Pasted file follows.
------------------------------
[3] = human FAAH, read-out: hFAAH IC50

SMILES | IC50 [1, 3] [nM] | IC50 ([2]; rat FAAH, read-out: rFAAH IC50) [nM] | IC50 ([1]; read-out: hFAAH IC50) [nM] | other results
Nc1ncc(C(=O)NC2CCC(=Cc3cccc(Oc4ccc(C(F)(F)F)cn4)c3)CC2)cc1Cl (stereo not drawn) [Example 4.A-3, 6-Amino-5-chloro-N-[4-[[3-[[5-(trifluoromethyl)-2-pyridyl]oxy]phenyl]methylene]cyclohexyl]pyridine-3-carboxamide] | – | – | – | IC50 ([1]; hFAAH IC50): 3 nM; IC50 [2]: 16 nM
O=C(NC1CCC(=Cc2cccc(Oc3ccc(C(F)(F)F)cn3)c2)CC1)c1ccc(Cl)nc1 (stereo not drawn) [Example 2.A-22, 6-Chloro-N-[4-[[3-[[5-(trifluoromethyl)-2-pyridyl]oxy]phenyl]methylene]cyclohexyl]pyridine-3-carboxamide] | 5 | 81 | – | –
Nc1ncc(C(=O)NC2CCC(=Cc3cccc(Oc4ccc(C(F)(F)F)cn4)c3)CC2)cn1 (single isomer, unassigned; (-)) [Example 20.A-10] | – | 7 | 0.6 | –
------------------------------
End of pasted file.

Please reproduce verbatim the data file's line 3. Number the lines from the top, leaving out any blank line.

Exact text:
Nc1ncc(C(=O)NC2CCC(=Cc3cccc(Oc4ccc(C(F)(F)F)cn4)c3)CC2)cc1Cl (stereo not drawn) [Example 4.A-3, 6-Amino-5-chloro-N-[4-[[3-[[5-(trifluoromethyl)-2-pyridyl]oxy]phenyl]methylene]cyclohexyl]pyridine-3-carboxamide] | – | – | – | IC50 ([1]; hFAAH IC50): 3 nM; IC50 [2]: 16 nM